For Jammu and Kashmir, the Line of Control (LoC) is not only a symbol of state interference in social life, but also an emotional object representing the importance of cross-border alliances. In this sense, areas along the LoC represent a social structure where state-owned military paraphernalia is considered a symbol […]
Archive for category: Pakistan
Compared to other confidence building measures, social media has played a vital role in bridging the divides created by the Line of Control (LoC) in Jammu and Kashmir, helping overcome communication gaps and promoting the concept of a healing nation.
A polarized public perception has emerged in India; one that views the the Gaza crisis through the prism of either humanity and morality, or from the perspective of challenges faced by the Indian state in terms of Kashmir and Pakistan.
The potential disappearance of UN military observers from Kashmir would mean the Security Council has turned a deaf ear and a blind eye to the challenges that continue to exist, and which threaten to further strain relations between India and Pakistan.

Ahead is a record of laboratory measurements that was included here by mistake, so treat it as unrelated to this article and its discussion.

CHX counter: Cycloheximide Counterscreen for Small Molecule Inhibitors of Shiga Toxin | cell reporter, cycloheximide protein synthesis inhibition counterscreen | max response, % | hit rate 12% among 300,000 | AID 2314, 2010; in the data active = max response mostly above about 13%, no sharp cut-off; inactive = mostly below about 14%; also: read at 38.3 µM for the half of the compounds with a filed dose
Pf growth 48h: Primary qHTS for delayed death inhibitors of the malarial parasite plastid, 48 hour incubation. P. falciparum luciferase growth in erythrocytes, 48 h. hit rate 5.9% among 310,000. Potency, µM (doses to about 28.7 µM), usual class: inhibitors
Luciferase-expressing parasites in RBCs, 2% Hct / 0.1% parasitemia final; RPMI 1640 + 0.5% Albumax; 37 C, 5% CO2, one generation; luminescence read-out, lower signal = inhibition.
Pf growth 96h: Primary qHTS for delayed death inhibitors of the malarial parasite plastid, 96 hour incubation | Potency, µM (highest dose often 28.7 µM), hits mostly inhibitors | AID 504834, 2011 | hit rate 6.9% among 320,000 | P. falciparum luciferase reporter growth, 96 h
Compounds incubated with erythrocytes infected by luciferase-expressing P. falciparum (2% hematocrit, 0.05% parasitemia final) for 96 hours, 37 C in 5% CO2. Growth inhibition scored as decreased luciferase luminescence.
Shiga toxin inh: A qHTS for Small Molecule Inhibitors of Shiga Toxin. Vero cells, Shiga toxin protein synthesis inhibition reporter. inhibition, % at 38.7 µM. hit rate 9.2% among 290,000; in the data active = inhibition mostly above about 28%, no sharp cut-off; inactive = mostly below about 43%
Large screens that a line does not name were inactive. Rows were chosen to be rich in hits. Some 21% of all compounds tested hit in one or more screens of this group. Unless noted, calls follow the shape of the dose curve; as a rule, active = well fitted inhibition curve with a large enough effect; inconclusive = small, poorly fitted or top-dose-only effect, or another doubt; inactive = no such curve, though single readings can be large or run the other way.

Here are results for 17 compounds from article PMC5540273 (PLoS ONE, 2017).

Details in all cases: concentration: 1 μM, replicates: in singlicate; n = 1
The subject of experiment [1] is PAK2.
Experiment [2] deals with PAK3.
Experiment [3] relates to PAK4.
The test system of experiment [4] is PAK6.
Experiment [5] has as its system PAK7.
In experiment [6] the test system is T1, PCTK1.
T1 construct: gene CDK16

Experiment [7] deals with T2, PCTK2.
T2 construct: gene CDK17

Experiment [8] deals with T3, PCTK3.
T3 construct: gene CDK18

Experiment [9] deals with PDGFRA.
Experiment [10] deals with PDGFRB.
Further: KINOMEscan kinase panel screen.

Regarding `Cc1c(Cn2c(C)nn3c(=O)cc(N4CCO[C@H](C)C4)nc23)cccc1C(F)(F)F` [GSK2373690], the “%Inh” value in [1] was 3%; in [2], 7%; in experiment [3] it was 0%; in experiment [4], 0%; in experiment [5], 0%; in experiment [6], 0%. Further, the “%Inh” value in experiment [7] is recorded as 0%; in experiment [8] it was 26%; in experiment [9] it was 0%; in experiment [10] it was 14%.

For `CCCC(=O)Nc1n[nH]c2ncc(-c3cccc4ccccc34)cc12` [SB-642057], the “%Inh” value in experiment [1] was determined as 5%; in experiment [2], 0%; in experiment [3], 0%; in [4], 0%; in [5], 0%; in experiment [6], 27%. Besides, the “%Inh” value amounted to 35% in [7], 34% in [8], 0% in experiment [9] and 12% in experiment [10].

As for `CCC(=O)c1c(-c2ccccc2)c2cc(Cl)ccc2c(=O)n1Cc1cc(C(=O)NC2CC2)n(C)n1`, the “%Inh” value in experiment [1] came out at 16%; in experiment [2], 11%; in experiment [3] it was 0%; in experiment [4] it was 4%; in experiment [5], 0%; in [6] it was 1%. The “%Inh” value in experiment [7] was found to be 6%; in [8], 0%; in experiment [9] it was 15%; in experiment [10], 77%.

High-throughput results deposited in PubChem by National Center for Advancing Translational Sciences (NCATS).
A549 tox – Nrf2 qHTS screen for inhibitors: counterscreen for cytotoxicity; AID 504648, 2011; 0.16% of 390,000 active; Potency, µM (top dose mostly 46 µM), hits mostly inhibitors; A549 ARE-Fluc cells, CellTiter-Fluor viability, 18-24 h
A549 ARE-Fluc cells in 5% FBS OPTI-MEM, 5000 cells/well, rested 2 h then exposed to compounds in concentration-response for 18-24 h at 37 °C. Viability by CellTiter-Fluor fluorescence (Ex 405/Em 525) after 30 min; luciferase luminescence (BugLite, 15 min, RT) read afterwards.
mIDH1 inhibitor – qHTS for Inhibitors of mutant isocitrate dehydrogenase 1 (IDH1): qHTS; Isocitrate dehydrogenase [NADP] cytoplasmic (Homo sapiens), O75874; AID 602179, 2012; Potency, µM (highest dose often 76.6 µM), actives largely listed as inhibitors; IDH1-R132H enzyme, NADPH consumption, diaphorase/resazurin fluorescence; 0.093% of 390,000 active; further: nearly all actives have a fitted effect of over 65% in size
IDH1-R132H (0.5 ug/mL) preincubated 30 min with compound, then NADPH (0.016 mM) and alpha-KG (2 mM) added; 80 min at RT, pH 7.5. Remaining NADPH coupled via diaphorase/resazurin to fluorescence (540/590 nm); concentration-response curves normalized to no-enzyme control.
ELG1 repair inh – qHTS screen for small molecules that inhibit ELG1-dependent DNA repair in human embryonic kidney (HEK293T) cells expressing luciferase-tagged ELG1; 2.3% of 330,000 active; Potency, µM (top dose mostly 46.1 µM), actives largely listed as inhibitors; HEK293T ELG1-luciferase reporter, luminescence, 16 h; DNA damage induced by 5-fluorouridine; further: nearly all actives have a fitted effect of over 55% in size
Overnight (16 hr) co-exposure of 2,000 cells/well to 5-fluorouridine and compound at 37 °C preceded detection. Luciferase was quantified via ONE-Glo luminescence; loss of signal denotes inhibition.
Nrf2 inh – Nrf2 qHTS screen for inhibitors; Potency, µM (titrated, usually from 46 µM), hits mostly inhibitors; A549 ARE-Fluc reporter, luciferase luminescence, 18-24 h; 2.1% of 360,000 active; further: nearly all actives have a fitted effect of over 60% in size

Targeted killings of Shias Pakistan is fuelling growing mistrust between Shias and state institutions.
The dispute over Jammu and Kashmir has long been discussed from an Indian or Pakistani perspective, ignoring the views of those Kashmiris who feel that they have been denied their right to self-determination for over six decades.
One year ago today, school girl Malala Yousefzai was attacked by the Pakistani Taliban. This sombre anniversary is a reminder of the perils that students, teachers, and professors face in areas of conflict and repression around the world, said the Global Coalition to Protect Education from Attack (GCPEA).
As the Kashmir peace process falters, cross-border skirmishes between Indian and Pakistani forces are becoming more frequent, and innocent people are being caught in the crossfire. Local peacebuilders are demanding this change and the peace process be bought back on track.
The absence of a women’s grassroots support network or social movement is one of the key reasons women have been unable to exert more influence on the peace process in Afghanistan, meaning that any future peace settlement may lack sufficient safeguards to promote and entrench women’s voices.